Each year, we like to inform and educate our members on what stray voltage is and alert them to the possible dangers. In past years, this article has targeted dairy farmers as they are more likely to experience the problem through the contact of the cows with milking equipment. Truth is, stray voltage can affect more than just dairy farmers. Full-time or hobby farmers with livestock can also experience issues as well as residential homeowners.
Stray voltage can occur when a weak electrical neutral connection and certain amounts of voltage pass through the equipment, looking for a place to go to ground. Some causes of stray voltage could be improper wiring, poor grounding, faulty equipment or poor connections. In a dairy situation, when a cow touches the stanchions, waterers or milking equipment, they can provide a better path to ground than what should be happening at the point of origin. This point of origin could be the utility’s transformer, the meter base or the member’s breaker panel. The hobby farmer could experience livestock contact when the animal touches a shed or gate that might have a bare wire or bad connection present.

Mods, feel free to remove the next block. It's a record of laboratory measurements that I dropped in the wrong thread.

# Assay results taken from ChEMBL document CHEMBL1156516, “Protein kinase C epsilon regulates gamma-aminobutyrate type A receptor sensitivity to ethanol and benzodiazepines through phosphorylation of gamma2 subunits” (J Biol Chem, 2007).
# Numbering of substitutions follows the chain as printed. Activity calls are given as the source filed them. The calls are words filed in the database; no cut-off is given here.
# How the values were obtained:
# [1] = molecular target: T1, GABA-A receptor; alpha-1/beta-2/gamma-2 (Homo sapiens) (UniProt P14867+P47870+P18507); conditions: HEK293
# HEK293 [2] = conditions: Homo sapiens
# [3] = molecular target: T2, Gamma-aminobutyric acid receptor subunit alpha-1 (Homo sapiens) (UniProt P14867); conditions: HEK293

Stray voltage has also been known to happen in a residential setting. This is typically seen in older homes when the homeowner is touching something metal or part of a metal plumbing fixture in the home. In the days of shallow water wells, when metal pipe was driven into the ground for a water source, some electricians would bond a neutral to the pipe for a better chance of an electrical ground. House plumbing was also done in galvanized steel or copper piping which would conduct the voltage.
In newer homes, the well is more than likely plastic with a plastic water line entering the house through a basement or crawlspace wall. This plastic well pipe would not be used as an extra ground for the electrical system.
If you suspect that you might be experiencing stray voltage, it might be a good idea to consider a stray voltage evaluation with a well-qualified electrical technician.